50 Syrian security men killed in suicide blast
Damascus, November 5, 2012
An Islamist suicide car bomber killed at least 50 Syrian security men on Monday, an opposition group said, in what would be one of the bloodiest single attacks on President Bashar al-Assad's forces.
Syrian state media reported that a suicide bomber had targeted a rural development centre in Sahl al-Ghab in Hama province, but put the death toll at two.
"A fighter from the Nusra Front blew himself up ... At least 50 were killed," said Rami Abdelrahman, the head of the Syrian Observatory for Human Rights. "He drove his car to the centre and then blew himself up. A series of explosions followed."
Abdelrahman, whose monitoring group is based in Britain, said the rural development centre was used by Syrian security forces as one of their biggest bases in the area.
The state news agency Sana said: "A terrorist blew himself up in the centre which resulted in a number of casualties. Two citizens were killed and a number of them were wounded."
The Nusra Front is an Islamist group made up of militant Salafis, or ultra-orthodox Muslims. It has claimed responsibility for several suicide bombings in the past.
meanwhile Syrian warplanes and artillery battered rebel strongholds in southern Damascus on Monday in an onslaught that coincided with another attempt by Syria's fragmented opposition to unite.
A Western diplomat said the assault in Damascus marked a major escalation in a campaign by President Bashar al-Assad's forces to quell opposition in the capital's Sunni Muslim areas.
The bombardment, unleashed hours after a rebel attack on a pro-Assad militia, killed at least 10 people, activists said.
In Qatar, divided Syrian opposition groups were meeting to try to forge a cohesive leadership that would then make common cause with rebel factions fighting on the ground, in an effort to gain wider international recognition and arms supplies.
The Syrian National Council (SNC), the largest overseas-based opposition group, was expected to expand its membership to 400 from 300 and to elect a new leader and executive committee before talks with other anti-Assad factions in Doha on Thursday.
Unity on Syria has also eluded major international powers since the revolt against Assad began in March 2011, with Russia and China opposing Western calls for his removal and critical of so far ill-coordinated outside efforts to arm his opponents.
Rebels have few weapons to counter warplanes and artillery, used increasingly to contain anti-Assad forces. Densely populated Damascus suburbs have taken the brunt of bombardments that have killed hundreds of people in the last three weeks.
Witnesses said artillery deployed on Qasioun, a mountain that overlooks Damascus, was pounding southern neighbourhoods and warplanes were firing rockets. Tanks were also in action.
Activist Rami al-Sayyed, speaking from southern Damascus, said rebels had made hit-and-run attacks on pro-Assad militiamen in the city overnight before retreating to the nearby farmland of al-Ghouta, or the old gardens of Damascus.
"The rebels are avoiding their past errors of trying to hold onto territory, where they would be crushed. They are waging a war of attrition, hitting regime forces quickly and retreating to the rear," he said.
In one attack, rebels fought pro-Assad militiamen in Nisreen, a southern district mainly populated by members of Assad's minority Alawite sect, an offshoot of Shi'ite Islam.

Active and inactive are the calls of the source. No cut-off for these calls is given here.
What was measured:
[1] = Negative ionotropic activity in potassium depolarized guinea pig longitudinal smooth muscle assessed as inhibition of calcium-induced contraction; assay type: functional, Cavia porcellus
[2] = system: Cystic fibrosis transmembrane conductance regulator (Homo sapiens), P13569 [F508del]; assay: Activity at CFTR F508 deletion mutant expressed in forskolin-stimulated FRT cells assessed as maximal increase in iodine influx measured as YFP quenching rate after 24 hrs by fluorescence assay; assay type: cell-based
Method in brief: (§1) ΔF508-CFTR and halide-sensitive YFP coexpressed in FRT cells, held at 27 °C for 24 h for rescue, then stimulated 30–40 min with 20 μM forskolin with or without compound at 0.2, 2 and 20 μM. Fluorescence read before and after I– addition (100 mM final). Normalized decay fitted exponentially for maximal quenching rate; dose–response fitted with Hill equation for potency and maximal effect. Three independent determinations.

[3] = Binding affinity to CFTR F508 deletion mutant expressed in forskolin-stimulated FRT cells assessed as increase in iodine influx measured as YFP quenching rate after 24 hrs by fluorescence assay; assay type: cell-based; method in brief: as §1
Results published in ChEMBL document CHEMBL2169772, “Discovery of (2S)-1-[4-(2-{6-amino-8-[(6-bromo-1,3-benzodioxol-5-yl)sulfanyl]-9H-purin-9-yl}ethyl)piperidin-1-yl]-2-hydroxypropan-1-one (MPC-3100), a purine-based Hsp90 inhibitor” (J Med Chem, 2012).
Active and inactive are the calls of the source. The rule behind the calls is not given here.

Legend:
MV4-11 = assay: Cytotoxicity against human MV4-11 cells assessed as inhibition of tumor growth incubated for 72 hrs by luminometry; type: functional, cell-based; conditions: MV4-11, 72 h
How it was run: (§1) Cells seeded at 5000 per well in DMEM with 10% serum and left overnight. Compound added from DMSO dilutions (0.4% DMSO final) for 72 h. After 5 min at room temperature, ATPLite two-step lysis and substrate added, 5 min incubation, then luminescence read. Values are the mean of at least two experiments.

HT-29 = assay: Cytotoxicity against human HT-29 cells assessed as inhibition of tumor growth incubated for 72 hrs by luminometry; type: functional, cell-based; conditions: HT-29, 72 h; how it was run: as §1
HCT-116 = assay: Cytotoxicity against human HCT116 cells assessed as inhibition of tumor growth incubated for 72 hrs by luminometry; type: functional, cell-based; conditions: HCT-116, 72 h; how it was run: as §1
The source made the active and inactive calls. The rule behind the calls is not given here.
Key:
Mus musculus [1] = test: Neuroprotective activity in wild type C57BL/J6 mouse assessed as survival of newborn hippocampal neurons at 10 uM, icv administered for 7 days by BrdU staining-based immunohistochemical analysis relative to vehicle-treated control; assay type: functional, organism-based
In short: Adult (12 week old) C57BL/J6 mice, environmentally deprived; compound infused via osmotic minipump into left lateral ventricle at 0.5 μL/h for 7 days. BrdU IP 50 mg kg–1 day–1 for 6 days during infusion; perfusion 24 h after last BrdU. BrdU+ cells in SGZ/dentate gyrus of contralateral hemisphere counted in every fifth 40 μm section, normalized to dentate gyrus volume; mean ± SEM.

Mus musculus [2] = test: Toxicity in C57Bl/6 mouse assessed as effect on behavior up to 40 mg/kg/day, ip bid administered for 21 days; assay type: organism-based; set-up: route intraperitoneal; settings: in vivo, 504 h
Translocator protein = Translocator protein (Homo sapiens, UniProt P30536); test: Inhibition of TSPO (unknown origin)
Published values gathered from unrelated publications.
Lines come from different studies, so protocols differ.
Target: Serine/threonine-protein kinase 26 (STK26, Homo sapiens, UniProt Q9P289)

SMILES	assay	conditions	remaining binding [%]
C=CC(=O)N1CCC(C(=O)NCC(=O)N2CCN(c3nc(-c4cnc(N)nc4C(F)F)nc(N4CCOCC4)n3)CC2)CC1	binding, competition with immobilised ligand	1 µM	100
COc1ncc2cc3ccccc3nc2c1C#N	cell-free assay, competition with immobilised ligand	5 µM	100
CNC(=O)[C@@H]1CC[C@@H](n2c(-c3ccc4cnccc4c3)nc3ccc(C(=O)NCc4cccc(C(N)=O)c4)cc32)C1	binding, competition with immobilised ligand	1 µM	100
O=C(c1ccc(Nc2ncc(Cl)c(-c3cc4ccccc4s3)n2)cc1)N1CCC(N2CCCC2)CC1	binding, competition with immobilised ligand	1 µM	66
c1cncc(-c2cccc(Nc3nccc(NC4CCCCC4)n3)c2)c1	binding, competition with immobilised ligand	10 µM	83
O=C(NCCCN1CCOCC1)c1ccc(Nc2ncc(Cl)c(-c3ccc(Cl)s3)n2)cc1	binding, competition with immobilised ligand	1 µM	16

They also hit positions belonging to the Popular Front For the Liberation of Palestine-General Command (PFLP-GC), Syrian-sponsored faction, in the nearby Yarmouk refugee camp, where at least 20 people were reported killed by army shelling on Sunday.
At least seven PFLP-GC members were killed in the latest fighting, and ambulances were seen taking dozens of casualties from Nisreen to hospital, activists in the area said.
In eastern Syria, the Jaafar bin Tayyar Division, a rebel unit in Deir al-Zor, said it had taken control of the al-Ward oilfields near the Iraqi border on Sunday, after overrunning a loyalist outpost defended by 40 militiamen.
But rebel commanders, former Syrian officials and the Syrian head of an oil services company said the fields, mostly not operational, had been under de facto rebel control for months.
The Syrian conflict has aggravated divisions in the Islamic world, with Shi'ite Iran supporting Assad and US-allied Sunni nations such as Saudi Arabia, Turkey and Qatar backing his foes.
Russia's Foreign Minister Sergei Lavrov told Egypt's al-Ahram daily that Moscow, Syria's main arms supplier, was sending weapons under Soviet-era commitments for defence against external threats, not to support Assad.
"We do not side with any faction in Syria's internal battle," Lavrov was quoted as saying.
After talks with his Egyptian counterpart in Cairo, Lavrov said Russia said backed an Egyptian initiative that seeks to bring together Egypt, Saudi Arabia, Turkey and Iran to try to resolve the Syrian crisis. Saudi Arabia has stayed away from the last two meetings of the disparate regional group.
Egypt, Saudi Arabia and Turkey have all said Assad must leave power. Iran advocates dialogue to resolve the crisis.
In Cairo, peace envoy Lakhdar Brahimi called on Sunday for a UN Security Council resolution based on a deal major powers reached in June to set up a transitional Syrian government.
But Lavrov, speaking at the same news conference, said this was unnecessary and that others were stoking violence by backing rebels. His comments highlighted the impasse over Syria.
Russia and China, both permanent Security Council members, have vetoed three Western-backed UN draft resolutions condemning Assad's government for its handling of an uprising that began with peaceful protests, but turned into a civil war in which an estimated 32,000 people have been killed.-Reuters